Motion Sickness….and How I am Going to Fix It

Vegas.  70.3 World Championships.  Holy cow.  That sucked.  I’d like to use some other, significantly more offensive words to describe how I feel about Sunday’s race, but to spare you all, I’ll leave it at that.

Sunday was a very tough day for so many people I care about.  It was like we all had been sucker-punched in the gut, then kicked in the head and had rocks thrown in our faces.  Some people’s races blew up more than others, but at the end of the day, we all blew up.  I was bummed for my race, but in the aftermath, not being able to celebrate the success of many – well, that brought me down a bit further.  We all went in with our game faces on and ready to shine, and at the post-race bbq held by one of our Purplepatch teammates, we all had smiles, but the pain and disappointment that lingered in the air was tangible.

We are all tough.  We are all warriors.  That is why we were standing there in the first place.  And so we’ll all bounce back, learn from the experience and use it to become stronger, better and faster athletes.  But man.  That sucked.

I am disappointed and I had hoped for more, but when I take a step back and remove myself from the moment, I do remember the simple fact that I got to race on Sunday, and as a first year pro, that is pretty damn great.  Not everyone has that chance – in fact few of us do, and good race or bad, being able to take that experience, learn from it, and put it in the bank for next year – I am incredibly thankful for that.

Looking at my race, I know what the issue was: My stomach.  Same as it always is.  Motion sickness.  I did everything I had practiced.  I wore the pressure point bracelets.  I ate ginger before the swim.  I wore ear plugs.  I didn’t eat or drink for the first 45 minutes of the ride.  I did everything to settle myself, and let the blood start flowing to my legs and not to my queasy mid-section.  But this time, nothing worked.  And as I have learned in the race simulations we have done over the last month, until my stomach settles, I can’t get my power up.  In fact, when I am sick, I ride 75 to 100 watts lower than what my typical 70.3 race pace would be.  100 watts!  That is a big number for a little person like me.  That is a big number for anybody.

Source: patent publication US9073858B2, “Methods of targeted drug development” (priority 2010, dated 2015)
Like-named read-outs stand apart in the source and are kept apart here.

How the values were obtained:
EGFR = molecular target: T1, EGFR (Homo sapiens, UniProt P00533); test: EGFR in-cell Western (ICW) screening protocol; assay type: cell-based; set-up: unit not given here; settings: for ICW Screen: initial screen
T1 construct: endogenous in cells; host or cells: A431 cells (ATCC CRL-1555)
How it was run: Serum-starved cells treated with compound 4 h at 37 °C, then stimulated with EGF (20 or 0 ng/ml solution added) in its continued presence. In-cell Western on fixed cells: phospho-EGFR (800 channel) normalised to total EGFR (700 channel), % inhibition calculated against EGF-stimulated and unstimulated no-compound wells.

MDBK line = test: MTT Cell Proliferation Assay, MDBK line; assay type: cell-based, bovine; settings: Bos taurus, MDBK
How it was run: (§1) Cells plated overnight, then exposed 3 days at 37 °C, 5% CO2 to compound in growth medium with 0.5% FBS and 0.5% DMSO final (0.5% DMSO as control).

Placid was a blessing in that we finally were able to identify an issue and started tackling it.  At Ironman New York everything worked perfectly.  I had some sickness out of the swim, but my stomach settled within 30 minutes and I was fine.  In Vegas, not so much.  I kid you not when I say I threw up over 40 times in the ensuing 69.1 miles after I exited the water.

So as I sit here thinking about the race, my thoughts are less about feeling sorry for myself and more completely focused on figuring out how the hell I solve this problem.  So I thought I’d throw out the issues to the world and see if anyone has any ideas:

How it begins:  Whenever I swim – whether in the pool or in the open water I get some form of motion sickness.  Sometimes I don’t feel it at all in the water, and other times, like in Las Vegas, my stomach starts doing flips and turns before I get out.  The roughness of the water seems to have no bearing.